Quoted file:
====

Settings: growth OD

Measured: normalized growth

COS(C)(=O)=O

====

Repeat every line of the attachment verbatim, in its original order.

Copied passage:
Settings: growth OD

Measured: normalized growth

COS(C)(=O)=O